Beaut water and trippy sandbars at Playa Villamino

I estimated five meters, and the motion of the rising tide is dramatic and rapid. Here we floated in the shallows, not seeing many fish, but at least one colony of spider crabs, and another of colorful sea snails. We spent an hour and a half that could have been stretched to 3 or 4 quite easily, as the place was relaxing to the point of catatonia. There were penguins all over the place, chasing fish underwater or sitting like a duck on top of it. We also spotted a pod of dolphins through the binoculars from the viewpoint at the end of the road that goes right at the top of the hill that drops into town. I hiked to this last year, and it’s worth an hour at the end of the day gazing across the monumental bay and cliffs, with the raw sound of lobos bellowing loco below.

Penguins are ll over the place

Conclusions: A vehicle is a big plus, as far as getting around to the remote sections of the peninsula. There were several main roads closed during this time around, including the coast road that connects Punta Norte, Orca Central, with Punta Cantor, 47 km due south. Cantor can still be reached from the turnoff Hwy 3, just past the Salitral, one of three large salt flats here. It’s 33km from the turnoff to Cantor, and then another 42 km further south to Punta Delgada, where the site was closed. Orcas are known to frequent Cantor, and that’s reason enough to show up, but they are much more regular at Punta Norte.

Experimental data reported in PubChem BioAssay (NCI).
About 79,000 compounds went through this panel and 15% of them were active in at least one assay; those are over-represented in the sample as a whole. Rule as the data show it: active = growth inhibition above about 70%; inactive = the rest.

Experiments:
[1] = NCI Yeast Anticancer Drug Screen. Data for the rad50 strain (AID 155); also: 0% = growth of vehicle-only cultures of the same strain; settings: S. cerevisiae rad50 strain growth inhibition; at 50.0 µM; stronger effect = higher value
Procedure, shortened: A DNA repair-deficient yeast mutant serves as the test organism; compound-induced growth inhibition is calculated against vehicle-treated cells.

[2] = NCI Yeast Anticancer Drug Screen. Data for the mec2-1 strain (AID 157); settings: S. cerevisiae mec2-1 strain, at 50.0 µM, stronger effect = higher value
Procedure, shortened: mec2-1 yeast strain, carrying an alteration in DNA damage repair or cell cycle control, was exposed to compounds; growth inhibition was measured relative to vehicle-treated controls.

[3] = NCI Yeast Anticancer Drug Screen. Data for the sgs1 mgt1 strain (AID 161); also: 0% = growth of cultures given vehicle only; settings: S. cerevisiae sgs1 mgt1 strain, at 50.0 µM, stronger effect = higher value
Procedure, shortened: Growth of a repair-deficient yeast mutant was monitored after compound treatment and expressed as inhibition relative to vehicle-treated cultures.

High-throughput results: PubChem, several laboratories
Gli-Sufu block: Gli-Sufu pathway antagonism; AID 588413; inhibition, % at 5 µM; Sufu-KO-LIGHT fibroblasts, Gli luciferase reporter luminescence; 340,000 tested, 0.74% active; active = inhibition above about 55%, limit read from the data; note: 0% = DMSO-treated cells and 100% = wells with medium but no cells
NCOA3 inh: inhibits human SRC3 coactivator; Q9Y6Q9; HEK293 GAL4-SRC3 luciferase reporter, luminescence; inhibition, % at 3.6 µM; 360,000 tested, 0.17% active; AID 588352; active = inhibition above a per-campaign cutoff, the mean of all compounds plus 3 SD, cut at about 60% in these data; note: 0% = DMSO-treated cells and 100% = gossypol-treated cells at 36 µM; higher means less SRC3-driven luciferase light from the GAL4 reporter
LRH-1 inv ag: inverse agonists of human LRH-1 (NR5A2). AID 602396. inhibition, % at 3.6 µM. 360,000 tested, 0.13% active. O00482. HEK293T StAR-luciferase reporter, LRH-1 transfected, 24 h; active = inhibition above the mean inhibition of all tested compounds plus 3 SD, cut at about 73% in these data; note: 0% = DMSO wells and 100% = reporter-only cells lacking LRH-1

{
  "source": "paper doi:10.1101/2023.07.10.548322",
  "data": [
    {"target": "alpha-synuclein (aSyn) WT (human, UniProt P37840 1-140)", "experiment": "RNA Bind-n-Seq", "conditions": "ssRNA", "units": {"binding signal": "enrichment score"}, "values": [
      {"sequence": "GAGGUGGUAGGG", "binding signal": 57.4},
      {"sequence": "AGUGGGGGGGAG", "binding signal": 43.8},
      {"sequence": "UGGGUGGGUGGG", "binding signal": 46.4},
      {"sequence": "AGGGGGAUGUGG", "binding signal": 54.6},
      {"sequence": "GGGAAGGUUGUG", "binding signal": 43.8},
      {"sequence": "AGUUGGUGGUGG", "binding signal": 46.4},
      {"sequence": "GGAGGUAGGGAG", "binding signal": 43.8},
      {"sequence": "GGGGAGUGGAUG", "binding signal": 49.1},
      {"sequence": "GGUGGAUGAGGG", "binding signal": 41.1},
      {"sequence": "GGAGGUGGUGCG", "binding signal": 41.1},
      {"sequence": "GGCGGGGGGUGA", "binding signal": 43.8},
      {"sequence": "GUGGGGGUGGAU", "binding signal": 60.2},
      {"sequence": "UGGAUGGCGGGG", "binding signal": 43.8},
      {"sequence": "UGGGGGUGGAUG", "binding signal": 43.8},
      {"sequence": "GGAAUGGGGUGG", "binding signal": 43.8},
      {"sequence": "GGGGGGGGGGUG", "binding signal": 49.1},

Guanacos number in the thousands here

In addition, the road from Piramides to Punta Pardelas was closed due to sand dunes covering the surface. I didn’t verify this and wish I had, as Pardelas is the location of choice among the snorkeling crowd, of which I am one. Mountain Bikes can be rented, as well as kayaks, which are gold on a calm day and can easily reach Pardelas in less than an hour. The bikes can too, as long as the sometimes big heat factor is not a problem. An ideal way to explore this area is flying in to Trelew, spending a night each coming and going through Madryn, and then 3 or 4 in Piramides covering as much ground and water as necessary, or possible. It’s worth the effort, big time.